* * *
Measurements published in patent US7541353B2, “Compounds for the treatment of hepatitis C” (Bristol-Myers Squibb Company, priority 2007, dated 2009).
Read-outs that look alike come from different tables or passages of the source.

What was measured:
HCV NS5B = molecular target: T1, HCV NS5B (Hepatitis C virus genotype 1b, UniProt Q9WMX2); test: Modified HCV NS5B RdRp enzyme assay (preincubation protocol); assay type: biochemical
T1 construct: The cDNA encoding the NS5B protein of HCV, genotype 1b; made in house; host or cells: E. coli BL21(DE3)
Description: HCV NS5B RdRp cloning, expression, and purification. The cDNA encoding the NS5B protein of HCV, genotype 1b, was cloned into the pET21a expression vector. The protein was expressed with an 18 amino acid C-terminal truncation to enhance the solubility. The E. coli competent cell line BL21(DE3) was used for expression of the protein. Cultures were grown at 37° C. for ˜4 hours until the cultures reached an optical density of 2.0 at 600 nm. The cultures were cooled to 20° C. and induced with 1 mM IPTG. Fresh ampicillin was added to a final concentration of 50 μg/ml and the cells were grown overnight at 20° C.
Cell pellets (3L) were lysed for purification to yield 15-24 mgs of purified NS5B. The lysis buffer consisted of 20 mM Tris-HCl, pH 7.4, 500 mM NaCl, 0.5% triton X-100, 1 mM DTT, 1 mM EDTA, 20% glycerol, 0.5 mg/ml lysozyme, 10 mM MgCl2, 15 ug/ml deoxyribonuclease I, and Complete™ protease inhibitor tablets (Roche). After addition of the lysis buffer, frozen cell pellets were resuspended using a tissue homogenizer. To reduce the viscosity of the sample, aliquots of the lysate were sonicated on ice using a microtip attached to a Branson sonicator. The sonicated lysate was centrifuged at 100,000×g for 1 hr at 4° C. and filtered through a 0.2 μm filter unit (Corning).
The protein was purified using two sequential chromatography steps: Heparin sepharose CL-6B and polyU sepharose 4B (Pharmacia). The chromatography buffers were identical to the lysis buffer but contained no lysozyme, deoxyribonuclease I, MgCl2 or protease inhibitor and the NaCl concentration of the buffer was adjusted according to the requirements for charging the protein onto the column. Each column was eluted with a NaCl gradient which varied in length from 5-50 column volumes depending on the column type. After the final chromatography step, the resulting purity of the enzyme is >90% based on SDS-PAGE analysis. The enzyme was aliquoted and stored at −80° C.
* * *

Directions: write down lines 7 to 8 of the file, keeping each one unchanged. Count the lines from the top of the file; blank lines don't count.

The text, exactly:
Cell pellets (3L) were lysed for purification to yield 15-24 mgs of purified NS5B. The lysis buffer consisted of 20 mM Tris-HCl, pH 7.4, 500 mM NaCl, 0.5% triton X-100, 1 mM DTT, 1 mM EDTA, 20% glycerol, 0.5 mg/ml lysozyme, 10 mM MgCl2, 15 ug/ml deoxyribonuclease I, and Complete™ protease inhibitor tablets (Roche). After addition of the lysis buffer, frozen cell pellets were resuspended using a tissue homogenizer. To reduce the viscosity of the sample, aliquots of the lysate were sonicated on ice using a microtip attached to a Branson sonicator. The sonicated lysate was centrifuged at 100,000×g for 1 hr at 4° C. and filtered through a 0.2 μm filter unit (Corning).
The protein was purified using two sequential chromatography steps: Heparin sepharose CL-6B and polyU sepharose 4B (Pharmacia). The chromatography buffers were identical to the lysis buffer but contained no lysozyme, deoxyribonuclease I, MgCl2 or protease inhibitor and the NaCl concentration of the buffer was adjusted according to the requirements for charging the protein onto the column. Each column was eluted with a NaCl gradient which varied in length from 5-50 column volumes depending on the column type. After the final chromatography step, the resulting purity of the enzyme is >90% based on SDS-PAGE analysis. The enzyme was aliquoted and stored at −80° C.